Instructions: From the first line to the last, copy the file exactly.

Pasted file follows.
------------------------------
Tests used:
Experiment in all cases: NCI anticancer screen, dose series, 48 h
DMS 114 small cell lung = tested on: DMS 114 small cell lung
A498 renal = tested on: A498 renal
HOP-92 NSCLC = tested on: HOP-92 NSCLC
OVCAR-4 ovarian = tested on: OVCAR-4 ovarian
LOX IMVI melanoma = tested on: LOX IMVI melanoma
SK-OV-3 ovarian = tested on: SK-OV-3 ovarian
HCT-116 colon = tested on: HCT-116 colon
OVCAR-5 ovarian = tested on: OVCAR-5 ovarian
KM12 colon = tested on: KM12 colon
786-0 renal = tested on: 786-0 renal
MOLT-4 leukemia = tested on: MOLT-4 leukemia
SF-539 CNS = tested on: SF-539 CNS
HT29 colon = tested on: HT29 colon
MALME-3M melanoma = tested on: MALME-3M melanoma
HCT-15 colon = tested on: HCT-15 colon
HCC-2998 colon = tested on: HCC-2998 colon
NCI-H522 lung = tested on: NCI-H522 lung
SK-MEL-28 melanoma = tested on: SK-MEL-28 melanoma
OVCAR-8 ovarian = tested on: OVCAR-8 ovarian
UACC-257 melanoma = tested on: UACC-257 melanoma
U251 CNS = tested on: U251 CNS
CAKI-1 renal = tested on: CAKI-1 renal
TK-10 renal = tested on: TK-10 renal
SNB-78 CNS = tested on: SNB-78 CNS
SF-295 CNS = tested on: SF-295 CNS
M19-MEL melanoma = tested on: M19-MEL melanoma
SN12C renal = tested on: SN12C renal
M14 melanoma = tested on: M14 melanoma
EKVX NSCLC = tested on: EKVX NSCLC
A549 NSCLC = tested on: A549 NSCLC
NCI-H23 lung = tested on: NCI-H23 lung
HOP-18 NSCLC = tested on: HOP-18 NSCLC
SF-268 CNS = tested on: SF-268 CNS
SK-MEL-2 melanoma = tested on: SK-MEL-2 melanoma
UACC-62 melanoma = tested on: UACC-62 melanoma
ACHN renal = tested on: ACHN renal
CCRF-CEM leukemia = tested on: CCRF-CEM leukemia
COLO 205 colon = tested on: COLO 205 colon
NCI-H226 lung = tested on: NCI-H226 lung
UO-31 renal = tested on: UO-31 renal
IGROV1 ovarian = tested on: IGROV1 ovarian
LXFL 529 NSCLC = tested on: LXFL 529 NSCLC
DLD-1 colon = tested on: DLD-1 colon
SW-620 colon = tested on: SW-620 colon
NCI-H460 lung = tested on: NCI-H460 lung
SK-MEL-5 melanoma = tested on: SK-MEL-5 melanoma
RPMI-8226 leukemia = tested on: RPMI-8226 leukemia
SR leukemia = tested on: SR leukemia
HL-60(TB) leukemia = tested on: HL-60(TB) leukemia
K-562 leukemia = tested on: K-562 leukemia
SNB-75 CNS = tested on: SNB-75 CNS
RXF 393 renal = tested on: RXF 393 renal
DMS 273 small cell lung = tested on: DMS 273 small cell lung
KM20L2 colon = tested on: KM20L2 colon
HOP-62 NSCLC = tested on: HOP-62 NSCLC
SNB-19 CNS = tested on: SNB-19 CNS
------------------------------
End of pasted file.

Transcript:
Tests used:
Experiment in all cases: NCI anticancer screen, dose series, 48 h
DMS 114 small cell lung = tested on: DMS 114 small cell lung
A498 renal = tested on: A498 renal
HOP-92 NSCLC = tested on: HOP-92 NSCLC
OVCAR-4 ovarian = tested on: OVCAR-4 ovarian
LOX IMVI melanoma = tested on: LOX IMVI melanoma
SK-OV-3 ovarian = tested on: SK-OV-3 ovarian
HCT-116 colon = tested on: HCT-116 colon
OVCAR-5 ovarian = tested on: OVCAR-5 ovarian
KM12 colon = tested on: KM12 colon
786-0 renal = tested on: 786-0 renal
MOLT-4 leukemia = tested on: MOLT-4 leukemia
SF-539 CNS = tested on: SF-539 CNS
HT29 colon = tested on: HT29 colon
MALME-3M melanoma = tested on: MALME-3M melanoma
HCT-15 colon = tested on: HCT-15 colon
HCC-2998 colon = tested on: HCC-2998 colon
NCI-H522 lung = tested on: NCI-H522 lung
SK-MEL-28 melanoma = tested on: SK-MEL-28 melanoma
OVCAR-8 ovarian = tested on: OVCAR-8 ovarian
UACC-257 melanoma = tested on: UACC-257 melanoma
U251 CNS = tested on: U251 CNS
CAKI-1 renal = tested on: CAKI-1 renal
TK-10 renal = tested on: TK-10 renal
SNB-78 CNS = tested on: SNB-78 CNS
SF-295 CNS = tested on: SF-295 CNS
M19-MEL melanoma = tested on: M19-MEL melanoma
SN12C renal = tested on: SN12C renal
M14 melanoma = tested on: M14 melanoma
EKVX NSCLC = tested on: EKVX NSCLC
A549 NSCLC = tested on: A549 NSCLC
NCI-H23 lung = tested on: NCI-H23 lung
HOP-18 NSCLC = tested on: HOP-18 NSCLC
SF-268 CNS = tested on: SF-268 CNS
SK-MEL-2 melanoma = tested on: SK-MEL-2 melanoma
UACC-62 melanoma = tested on: UACC-62 melanoma
ACHN renal = tested on: ACHN renal
CCRF-CEM leukemia = tested on: CCRF-CEM leukemia
COLO 205 colon = tested on: COLO 205 colon
NCI-H226 lung = tested on: NCI-H226 lung
UO-31 renal = tested on: UO-31 renal
IGROV1 ovarian = tested on: IGROV1 ovarian
LXFL 529 NSCLC = tested on: LXFL 529 NSCLC
DLD-1 colon = tested on: DLD-1 colon
SW-620 colon = tested on: SW-620 colon
NCI-H460 lung = tested on: NCI-H460 lung
SK-MEL-5 melanoma = tested on: SK-MEL-5 melanoma
RPMI-8226 leukemia = tested on: RPMI-8226 leukemia
SR leukemia = tested on: SR leukemia
HL-60(TB) leukemia = tested on: HL-60(TB) leukemia
K-562 leukemia = tested on: K-562 leukemia
SNB-75 CNS = tested on: SNB-75 CNS
RXF 393 renal = tested on: RXF 393 renal
DMS 273 small cell lung = tested on: DMS 273 small cell lung
KM20L2 colon = tested on: KM20L2 colon
HOP-62 NSCLC = tested on: HOP-62 NSCLC
SNB-19 CNS = tested on: SNB-19 CNS